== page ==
US 3769055 A
A method for the preparation of an overglaze ceramic decalcomania is provided wherein a wet ink formulation containing a liquid printing vehicle or medium and an oxide coloring agent, free of glass, is wet printed on a decalcomania backing sheet to form a wet design layer thereon free of glass, and a protective coating of prefused glass flux is separately deposited on the wet design layer, so that when the design layer and protective coating deposited thereon is positioned on a glazed piece of ware and fired, the protective coating of prefused glass flux fuses and tightly binds the design layer to the ware.
Description (OCR text may contain errors)
United States Patent Blanco METHOD FOR THE PREPARATION OF AN OVERGLAZE CERAMIC DECALCOMANIA Inventor:
Louis A. Blanco, Tuckahoe, N.Y.
Commercial Decal, 1nc., Mt.
Oct. 27, 1971 U.S. Cl 11713.1, ll7/3.6, 117/13,
Int. Cl B4lm 3/12, B4lm 7/02 Field of Search 117/62, 13, 3.1-3.6,
117/70 A, 70 C, 70 S, 40, 45, 23, 25
References Cited UNITED STATES PATENTS FOREIGN PATENTS OR APPLICATIONS 278,801 10/1927 Great Britain 117/25 6,548 5/1887 Great Britain.... 117/13 117,216 7/1943 Australia 117/13 Primary Examiner-William D. Martin Assistant Examiner-Harry J. Gwinnell AttorneyLawrence I. Lerner  ABSTRACT A method for the preparation of an overglaze ceramic decalcomania is provided wherein a wet ink formulation containing a liquid printing vehicle or medium and an oxide coloring agent, free of glass, is wet printed on a decalcomania backing sheet to form a wet design layer thereon free of glass, and a protective coating of prefused glass flux is separately deposited on the wet design layer, so that when the design layer and protective coating deposited thereon is positioned on a glazed piece of ware and fired, the protective coating of prefused glass flux fuses and tightly binds the design layer to the ware,
6 Claims, No Drawings METHOD FOR THE PREPARATION OF AN OVERGLAZE CERAMIC DECALCOMANIA BRIEF SUMMARY OF THE INVENTION The present invention relates to a method of preparing an overglaze ceramic decalcomania or decal by wet printing a design layer, free of glass, on a backing sheet and separately depositing a protective coating of prefused glass flux on the wet design layer.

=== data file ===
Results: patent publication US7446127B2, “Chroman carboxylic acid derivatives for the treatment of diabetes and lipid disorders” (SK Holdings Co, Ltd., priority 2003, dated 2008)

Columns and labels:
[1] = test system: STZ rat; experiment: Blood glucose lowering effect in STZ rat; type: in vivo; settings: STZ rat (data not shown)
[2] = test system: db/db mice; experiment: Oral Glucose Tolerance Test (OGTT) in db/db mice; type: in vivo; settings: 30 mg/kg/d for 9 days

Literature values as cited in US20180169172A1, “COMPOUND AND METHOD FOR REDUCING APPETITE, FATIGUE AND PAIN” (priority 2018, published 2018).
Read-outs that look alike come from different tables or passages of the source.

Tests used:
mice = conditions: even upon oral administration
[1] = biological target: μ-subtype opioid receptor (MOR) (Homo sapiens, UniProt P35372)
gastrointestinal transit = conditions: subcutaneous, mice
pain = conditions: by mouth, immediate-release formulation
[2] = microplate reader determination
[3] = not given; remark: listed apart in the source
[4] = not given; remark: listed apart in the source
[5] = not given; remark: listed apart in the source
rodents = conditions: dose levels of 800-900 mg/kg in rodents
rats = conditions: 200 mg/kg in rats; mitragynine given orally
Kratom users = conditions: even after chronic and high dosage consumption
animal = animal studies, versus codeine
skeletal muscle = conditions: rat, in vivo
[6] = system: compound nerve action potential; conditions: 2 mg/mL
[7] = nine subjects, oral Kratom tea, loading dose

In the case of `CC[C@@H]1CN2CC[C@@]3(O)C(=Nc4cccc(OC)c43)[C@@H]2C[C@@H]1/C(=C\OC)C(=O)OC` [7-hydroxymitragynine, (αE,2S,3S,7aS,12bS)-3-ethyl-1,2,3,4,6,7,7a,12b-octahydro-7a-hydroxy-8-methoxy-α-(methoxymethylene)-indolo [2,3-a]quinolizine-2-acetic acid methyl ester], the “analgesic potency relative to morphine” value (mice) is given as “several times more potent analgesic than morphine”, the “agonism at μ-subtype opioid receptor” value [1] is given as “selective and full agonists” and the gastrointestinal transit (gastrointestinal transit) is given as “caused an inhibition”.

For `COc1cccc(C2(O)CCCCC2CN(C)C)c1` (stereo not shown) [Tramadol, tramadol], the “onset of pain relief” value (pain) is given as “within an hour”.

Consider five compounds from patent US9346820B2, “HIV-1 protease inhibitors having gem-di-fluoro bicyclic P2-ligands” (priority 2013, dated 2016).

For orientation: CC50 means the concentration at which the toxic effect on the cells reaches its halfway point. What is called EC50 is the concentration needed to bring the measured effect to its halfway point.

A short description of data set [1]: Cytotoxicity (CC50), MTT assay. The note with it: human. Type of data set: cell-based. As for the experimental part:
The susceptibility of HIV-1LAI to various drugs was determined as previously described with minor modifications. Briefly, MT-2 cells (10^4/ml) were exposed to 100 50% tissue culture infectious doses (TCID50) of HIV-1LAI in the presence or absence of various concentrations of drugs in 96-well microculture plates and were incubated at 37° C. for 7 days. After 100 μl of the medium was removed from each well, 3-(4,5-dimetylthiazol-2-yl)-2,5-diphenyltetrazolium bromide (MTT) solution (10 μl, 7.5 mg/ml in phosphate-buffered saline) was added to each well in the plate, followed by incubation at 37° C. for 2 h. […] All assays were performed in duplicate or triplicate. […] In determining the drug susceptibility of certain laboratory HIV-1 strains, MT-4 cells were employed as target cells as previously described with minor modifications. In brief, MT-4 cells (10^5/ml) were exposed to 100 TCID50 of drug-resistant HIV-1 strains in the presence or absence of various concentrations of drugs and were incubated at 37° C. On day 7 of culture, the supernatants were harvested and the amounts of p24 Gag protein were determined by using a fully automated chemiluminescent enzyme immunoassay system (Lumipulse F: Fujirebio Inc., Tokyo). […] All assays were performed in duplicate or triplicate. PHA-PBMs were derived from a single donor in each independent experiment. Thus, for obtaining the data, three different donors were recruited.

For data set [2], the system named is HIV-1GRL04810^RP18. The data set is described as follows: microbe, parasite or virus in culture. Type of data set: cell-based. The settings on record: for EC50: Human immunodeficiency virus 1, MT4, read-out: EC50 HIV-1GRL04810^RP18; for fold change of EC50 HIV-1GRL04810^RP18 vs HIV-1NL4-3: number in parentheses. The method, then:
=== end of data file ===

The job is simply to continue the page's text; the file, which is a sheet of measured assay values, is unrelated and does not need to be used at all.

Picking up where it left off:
BACKGROUND OF THE INVENTION A decal usually is comprised of a multi-layer structure including a backing, a design layer and a protective layer applied over the design layer. The colors in the design layer are formed from inorganic pigments or oxides. A layer facilitating release of the backing from the design may be interposed between the backing layer and the design layer.
A number of different types of decals are used at present in the pottery industry to apply patterns to ceramic ware. One of these is the so-called underglaze decal. This type of decal is applied to the ware after the ware has been formed but before it is glazed. Thereafter, a glaze is applied over the ware and decal. This glaze consists of a vitreous coating. The coating is formed directly from raw materials so that a very high temperature must be used in firing the ware to form the glass. The result of this process is a protective coating over the pigment such that the pigment will not be subject to chemical and mechanical attack such as produced by modern chemical detergents and mechanical washing devices. However, the use of such a high temperature as is necessary to form the glaze destroys the color value of many of the pigments that would be preferred to produce the desired colors. In addition, the glaze may be somewhat opaque so that the designs of the decal are obscured. It will be appreciated from the foregoing that this underglaze ceramic decal is limited in application.
As a result of these limitations, the so-called overglaze" decals were developed. That is, decals which are applied to the ware after the high temperature glaze has been put on. These overglaze decals can generally be divided into two classes silk screen decals and lithographic decals.
In the silk screen process a silk screen template or stencil is placed over the surface on which pigment is to be deposited and the pigment applied through the screen. If the decal were of the water mount or slide off type, the surface on which the pigment is applied would be the layer of water soluble gum which has been placed over a paper backing. In this process a relatively thick layer of pigment is deposited over the entire surface covered by the stencil. In order to increase the pennanence of the design in the silk screen decal, a quantity of powdered low melting point glass may be mixed with the pigment so that when the pattern is set by the application of heat this powdered glass will fuse and become a part of the pattern itself. The silk screen decals, however, like the underglaze decals, are subject to a number of limitations. For example, the fine and clear cut designs and tonal variations available in the lithographic process cannot be obtained by the silk screen process. Also, the thicker pattern which results from this process is not always desirable. Because of these limitations lithographic decals are widely used in the industry.